“My passion created an industry that fosters people dying. It supports humans as disposable, as usable, and that is the hardest thing to come to terms with.”
There has always been a divide between Sherpas and Western summit-seekers, but these tensions have increased in recent years as Everest has become more accessible to unskilled-but-well-heeled climbers. The world’s tallest mountain has become much safer for the average Joe than ever before. For the people who live in its shadow, though, and must return to it again and again to earn a living, the risks haven’t declined in the same way.
What are the ethical implications of this divide? Grayson Schaffer at Outside magazine explored this question a year ago in “The Disposable Man,” an in-depth look at Sherpa deaths on Everest. On Friday, in a post for Outside, he revisited that question and concluded that the climbing business today “clearly values life on a two-tiered basis: Westerners at the top; Sherpas on the bottom.” He continued:
If, say, 1% of American college-aged raft guides or ski instructors were dying on the job—the mortality rate of Everest Sherpas—the guiding industry would vanish. But Himalayan climbing is understood to be extremely dangerous, and people who play the game still cling to its romantic roots in exploration rather than its current status as recreational tourism.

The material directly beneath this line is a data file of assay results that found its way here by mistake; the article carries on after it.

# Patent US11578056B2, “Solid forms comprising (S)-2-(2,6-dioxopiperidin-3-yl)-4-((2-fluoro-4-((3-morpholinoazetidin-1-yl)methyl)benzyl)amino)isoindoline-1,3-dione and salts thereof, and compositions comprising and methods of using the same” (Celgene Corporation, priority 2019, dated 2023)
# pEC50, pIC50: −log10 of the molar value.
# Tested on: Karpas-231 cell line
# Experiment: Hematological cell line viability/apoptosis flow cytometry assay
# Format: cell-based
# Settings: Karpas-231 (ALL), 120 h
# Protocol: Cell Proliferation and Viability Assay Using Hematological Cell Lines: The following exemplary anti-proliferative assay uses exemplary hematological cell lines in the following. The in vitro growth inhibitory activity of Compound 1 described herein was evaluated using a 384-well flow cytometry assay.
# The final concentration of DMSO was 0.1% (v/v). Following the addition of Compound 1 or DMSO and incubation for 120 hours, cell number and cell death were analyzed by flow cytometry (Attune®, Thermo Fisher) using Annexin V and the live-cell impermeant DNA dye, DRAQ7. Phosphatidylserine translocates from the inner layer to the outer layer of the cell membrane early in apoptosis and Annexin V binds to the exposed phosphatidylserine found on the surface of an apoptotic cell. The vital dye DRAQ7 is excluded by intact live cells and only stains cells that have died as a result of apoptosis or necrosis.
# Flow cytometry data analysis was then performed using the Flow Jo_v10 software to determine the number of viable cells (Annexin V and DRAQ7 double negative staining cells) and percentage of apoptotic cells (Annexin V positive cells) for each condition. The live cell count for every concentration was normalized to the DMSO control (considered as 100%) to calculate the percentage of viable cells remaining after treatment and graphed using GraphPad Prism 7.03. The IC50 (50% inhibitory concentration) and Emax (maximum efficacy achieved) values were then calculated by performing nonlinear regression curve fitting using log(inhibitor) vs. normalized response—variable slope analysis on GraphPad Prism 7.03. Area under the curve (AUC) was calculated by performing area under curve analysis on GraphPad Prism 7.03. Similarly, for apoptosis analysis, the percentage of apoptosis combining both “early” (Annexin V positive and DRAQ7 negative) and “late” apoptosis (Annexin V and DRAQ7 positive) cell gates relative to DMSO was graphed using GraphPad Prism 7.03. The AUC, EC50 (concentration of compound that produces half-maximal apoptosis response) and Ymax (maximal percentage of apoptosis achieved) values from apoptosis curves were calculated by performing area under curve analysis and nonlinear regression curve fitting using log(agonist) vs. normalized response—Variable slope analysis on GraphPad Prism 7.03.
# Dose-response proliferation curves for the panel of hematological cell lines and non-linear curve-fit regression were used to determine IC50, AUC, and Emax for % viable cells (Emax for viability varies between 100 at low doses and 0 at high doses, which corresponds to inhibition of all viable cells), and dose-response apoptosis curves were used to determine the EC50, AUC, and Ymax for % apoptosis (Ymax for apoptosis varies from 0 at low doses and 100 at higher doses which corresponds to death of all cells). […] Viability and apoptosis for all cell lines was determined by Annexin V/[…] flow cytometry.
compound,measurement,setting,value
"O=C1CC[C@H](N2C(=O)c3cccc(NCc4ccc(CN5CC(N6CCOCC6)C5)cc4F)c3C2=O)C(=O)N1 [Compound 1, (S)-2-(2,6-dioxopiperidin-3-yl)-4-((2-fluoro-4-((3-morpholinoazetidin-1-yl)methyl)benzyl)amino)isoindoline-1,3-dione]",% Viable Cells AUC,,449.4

Outside also crunched numbers from the U.S. Bureau of Labor Statistics and the Himalayan Database to generate a comparison of fatality rates for Sherpas and other people who work in harsh environments. Being a Sherpa on Everest these days is far more dangerous than, say, being a soldier in Iraq from 2003 to 2007.
Western expedition leaders are acutely aware of this sobering reality, and many have established funds for the families of fallen Sherpas. It’s difficult, though, to assuage the guilt of leaving the mountain with fewer people than you brought there. Melissa Arnot, the Eddie Bauer-sponsored American mountaineer who has summitted Everest five times, had a Sherpa die on an expedition of hers in 2010. Reflecting on this in 2013, she told Schaffer: “My passion created an industry that fosters people dying. It supports humans as disposable, as usable, and that is the hardest thing to come to terms with.”